Verse 3

3. ἐπαναγαγεῖν. The technical word for putting out to sea, 2 Maccabees 12:4.

καθίσας. The ordinary attitude (as we have seen, Luke 4:20) for a sermon.

Verse 4

4. ὡς δὲ ἐπαύσατο λαλῶν. The aorist implies that no sooner was His sermon ended than He at once thought, not of His own fatigue, but of His poor disappointed followers.

χαλάσατε, ‘let ye down.’ The first command (ἐπανάγαγε) is in the singular, and is addressed to Peter only as “the pilot of the Galilaean Lake.”

Verse 5

5. ἐπιστάτα. The word is not Rabbi as in the other Evangelists,—a word which Gentiles would not have understood but Ἐπιστάτα (in its occasional classic sense of ‘teacher’) which is peculiar to St Luke (Luke 5:5, Luke 8:24; Luke 8:45, Luke 9:33; Luke 9:49, Luke 17:13), who never uses Rabbi. These are the only places where it occurs.

Verse 6

6. πλῆθος ἰχθύων πολύ. Of this—as of all miracles—we may say with St Gregory Dum facit miraculum prodit mysterium—in other words the miracle was an acted parable, of which the significance is explained in Matthew 13:47. Banks of fish, suddenly congregated, are not uncommon in the Lake of Gennesareth (Tristram, Nat. Hist. of the Bible, 285) and the miracle consisted in causing this result at this moment.

διερήσσετο, ‘were beginning to break.’ Contrast this with John 21:11, οὐκ ἐσχίσθη. This breaking net is explained by St Augustine as the symbol of the Church which now is: he compares the unrent net to the Church of the future which shall know no schisms.

Verse 7

7. κατένευσαν. It is one of the inimitable touches of truthfulness in the narrative that the instinct of work prevails at first over the sense that a miraculous power has been exerted.

τοῖς μετόχοις, ‘fellow-workers.’

ἐν τῷ ἑτέρῳ πλοίῳ. St Luke uses ἕτερος for ‘another of two,’ much more frequently and with stricter accuracy than the other Evangelists.

Verse 8

8. ἰδὼν δὲ Σίμων Πέτρος. Apparently it was only when he saw the boats sinking to the gunwale with their load of fish that the tenderness and majesty of the miracle flashed upon his mind.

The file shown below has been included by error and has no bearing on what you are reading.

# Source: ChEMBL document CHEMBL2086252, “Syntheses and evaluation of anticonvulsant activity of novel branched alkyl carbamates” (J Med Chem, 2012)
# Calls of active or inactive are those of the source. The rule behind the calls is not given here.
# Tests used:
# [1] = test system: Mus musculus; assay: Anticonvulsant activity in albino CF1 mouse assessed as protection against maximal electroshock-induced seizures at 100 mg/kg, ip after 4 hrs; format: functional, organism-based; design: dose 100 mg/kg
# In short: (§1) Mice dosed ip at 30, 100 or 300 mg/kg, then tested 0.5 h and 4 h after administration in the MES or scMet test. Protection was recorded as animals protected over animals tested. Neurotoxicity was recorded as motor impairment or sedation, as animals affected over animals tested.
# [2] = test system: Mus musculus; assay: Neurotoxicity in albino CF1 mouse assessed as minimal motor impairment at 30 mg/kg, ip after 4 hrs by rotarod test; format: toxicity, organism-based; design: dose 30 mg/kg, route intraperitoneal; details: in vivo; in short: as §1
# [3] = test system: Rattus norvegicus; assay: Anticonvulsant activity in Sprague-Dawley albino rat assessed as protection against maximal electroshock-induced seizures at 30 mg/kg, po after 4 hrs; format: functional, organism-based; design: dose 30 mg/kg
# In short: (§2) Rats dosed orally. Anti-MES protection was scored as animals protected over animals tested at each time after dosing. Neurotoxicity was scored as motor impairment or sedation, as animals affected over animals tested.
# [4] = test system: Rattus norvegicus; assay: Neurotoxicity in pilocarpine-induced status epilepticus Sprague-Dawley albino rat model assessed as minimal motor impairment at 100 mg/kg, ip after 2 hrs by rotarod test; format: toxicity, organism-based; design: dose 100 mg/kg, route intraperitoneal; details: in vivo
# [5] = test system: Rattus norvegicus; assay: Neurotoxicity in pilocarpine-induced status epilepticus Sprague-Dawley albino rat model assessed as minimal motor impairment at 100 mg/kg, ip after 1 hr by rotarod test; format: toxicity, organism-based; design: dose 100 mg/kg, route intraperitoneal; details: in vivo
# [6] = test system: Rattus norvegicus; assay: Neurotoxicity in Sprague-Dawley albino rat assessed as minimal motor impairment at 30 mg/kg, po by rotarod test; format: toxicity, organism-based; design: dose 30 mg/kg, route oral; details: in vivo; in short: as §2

ἔξελθε ἀπ' ἐμοῦ. The word implies leave my boat and go from me. Here again is the stamp of truthfulness. Any one inventing the scene would have made Peter kneel in thankfulness or adoration, but would have missed the strange psychological truthfulness of the sense of sin painfully educed by the revealed presence of divine holiness. We find the expression of analogous feelings in the case of Manoah (Judges 13:22); the Israelites at Sinai (Exodus 20:19); the men of Beth-shemesh (1 Samuel 6:20); David after the death of Uzzah (2 Samuel 6:9); the lady of Zarephath (1 Kings 17:18); Job (Job 42:5-6); and Isaiah (Isaiah 6:5). The exclamation of St Peter was wrung from a heart touched with a sense of humility, and his words did not express his thoughts. They were the cry of agonised humility, and only emphasized his own utter unworthiness. They were in reality the reverse of the deliberate and calculated request of the swine-feeding Gadarenes. The dead and profane soul dislikes and tries to get rid of the presence of the Divine. The soul awakened only to conviction of sin is terrified. The soul that has found God is conscious of utter unworthiness, but fear is lost in love (1 John 4:18). It is absurd to suppose that Peter was thinking of the danger which Jesus might incur from being on board with a criminal! (Hor. Od. iii. 2. 26).

ἀνὴρ ἁμαρτωλός. The Greek has two words for man—ἄνθρωπος, a general term for ‘human being’ (homo); and ἀνήρ for ‘a man’ (vir). The use of the latter here shews that Peter’s confession is individual, not general. When Barnabas (that may have been the writer’s name, though he could not have been the ‘Apostle’) says that the Twelve before their call were ‘sinners above all sin’ (Ephesians 5), he is guilty of one of the follies which so greatly discredit that early Christian writing. The confessions of holy men are always strongly expressed, and Peter’s sense of sin was that which often fills the heart of those whom the world justly regards as saints.